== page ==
The eruption in Eyjafjallajokull continues, in light of the ash distribution forecast for Monday 26 April, air traffic in Iceland is now limited. Passengers are asked to monitor flight schedules closely on travel industry web sites as the closing of the flight zones is based on regularly updated weather predictions.
Keflavik International Airport
Information from Icelandair
Information from Iceland Express
Volcano 1/10th of its original size
Very little ash has fallen over the last few days – and is only visible as a very fine dust on cars near the eruption site. The volcanic eruption is now stable, and is roughly one tenth of the size it was during the first few days.
Although some ash mist might reach the capital area, it is not likely to cause more air pollution than a heavy traffic day in Reykjavik. So no need for masks!
United in cleansing efforts
Over a hundred volunteers are expected to arrive in the Eyjafjallajokull area today – from rescue team members to Facebook members – helping to clean the local houses of ash, to assist with farming, and furthermore to man control posts and limit access to certain areas nearby the volcano. The ash fall has caused some damage to the few dozen or so farms in the area and the cleaning process will continue.
Daily life not affected – No safety threats!
Daily life in Iceland goes on as usual as the immediate effects of the eruption remain for the most part localized - limited to an area in the south of Iceland. Businesses, public services, and public transportations have remained open and all infrastructures, such as electricity and communications networks, remain secure.
Although the volcano poses no safety threat to people in Iceland, visitors are nevertheless encouraged to follow developments and seek factual information from the relevant authorities.
Prepared and alert
Icelanders are resilient people who have learned to live in harmony with the forces of nature. The civil protection and emergency management authorities in Iceland are prepared, alert, and effective and have the situation at the eruption site well under control.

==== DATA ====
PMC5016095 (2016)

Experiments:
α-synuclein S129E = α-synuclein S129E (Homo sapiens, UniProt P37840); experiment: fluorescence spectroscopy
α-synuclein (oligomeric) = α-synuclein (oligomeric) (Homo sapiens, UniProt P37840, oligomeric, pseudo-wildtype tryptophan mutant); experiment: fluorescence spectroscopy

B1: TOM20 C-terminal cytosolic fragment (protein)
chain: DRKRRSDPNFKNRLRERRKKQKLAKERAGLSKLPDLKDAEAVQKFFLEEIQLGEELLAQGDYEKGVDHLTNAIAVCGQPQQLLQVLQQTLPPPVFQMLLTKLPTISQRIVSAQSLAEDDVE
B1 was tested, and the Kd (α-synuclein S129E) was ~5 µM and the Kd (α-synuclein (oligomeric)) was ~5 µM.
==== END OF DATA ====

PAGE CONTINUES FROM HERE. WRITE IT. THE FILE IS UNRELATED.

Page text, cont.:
Since there has been some discussion regarding the volcano Katla, it is important to note that there is still no indication of an eruption there.
Daily briefings at the press centres
The Civil Emergency Authorities arranges for daily briefings at 8:00 at the press centres in Reykjavik and Hvolsvollur. The briefings will include a general status update, as well as brief updates from a geophysicist and a meteorologist. The address in Reykjavik is Skogarhlid 14. The address at Hvolsvollur is Dufthaksbraut 10. You will find the latest press releases on their web-sites...Read more
All Infrastructures Secure
Icelandic infrastructure is prepared for earthquakes and volcanic activitiy so all systems are designed to withstand natural calamities.
Transmission of Electricity:
Transmission of Electricity is secure and has not been affected by the volcanic activity. Developments in the volcanic activity are being followed closely, with a maintenance team ready to respond to any events if needed. The electrical transmission network in Iceland is circular with all power plants directly connected to the main grind. Thus in case of a transmission failure a backup power is always available from the other side to the rest of the island.
The main telecommunications network is extremely robust and based on two main systems. It is designed with redundancy for both equipment and power and also incorporates backup routes for critical traffic.
Míla‘s Optical Fiber Cable, that carries almost all national and international telecommunication traffic, is secure. The design for the backhaul connections for the submarine cables connecting Iceland to the mainland takes into consideration necessary backup routes in case of Fiber Cable damage.